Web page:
iToy

Toddlers don’t want Barney and Elmo. They want your iPhone


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Five-year-old Fritz Veltman is the proud owner of dad Ruard’s hand-me-down iPhone.

Chris Edwards

It sounds gross. A giant bug gets squashed on the screen and a disgusting sound comes out. “The girls think it’s hilarious,” says Jordan Cigler of her two-year-old twins, who are addicted to Bug Squash, one of the top iPad apps for new moms, according to Time.com. Cigler says Ramona and Clara still love playing dress-up, but it’s their father’s iPad that really makes their eyes light up. “It’s really engaging for them and it’s so easy,” says Cigler. “That’s what’s so mind blowing.”

The new toy du jour, it seems, is no longer a Barney DVD or dancing Elmo doll, but rather Mom and Dad’s iPad or iPhone. And Apple is capitalizing on the phenomenon by creating dozens of educational games for toddlers that parents can download on various devices. There’s Baby Flash Cards, for example, which teaches a child how to read and spell, and Pocket Zoo, which streams live video of animals at zoos around the world. “Fritz was probably two, when he started playing with my iPhone,” says Ruard Veltman, a Charlotte architect, of his son, who is now five and the proud owner of his dad’s hand-me-down. Nikki Alvarez grudgingly admits that she and her husband use his iPhone as a way to placate their three-year-old daughter, Luci. “For us it’s a matter of convenience. I do it so she’ll behave in a restaurant or on an airplane,” says Alvarez.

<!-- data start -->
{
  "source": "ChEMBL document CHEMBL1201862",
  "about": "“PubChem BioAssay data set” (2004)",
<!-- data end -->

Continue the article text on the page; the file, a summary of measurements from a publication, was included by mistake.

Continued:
But some critics say that, similar to too much TV time, excessive playing on iPhones can affect a child’s social development. Dr. Patrice Petroff, chair/director of teacher education at Queens University, worries it could translate into stunted social skills. Not that iPhone use is necessarily a bad thing: “I think kids are interested in exploring, and that’s great,” she says. But Petroff adds this caveat: use of iPhones and the like are helpful in a child’s educational development “after [age] three, when they’re developmentally ready to engage in that process.”

Cigler says she’s careful to limit the twins’ iPad use, making sure there are more tea parties and mega blocks than bug squashing. “We don’t let them use it that often. If they had their choice, they would be on it all the time.”

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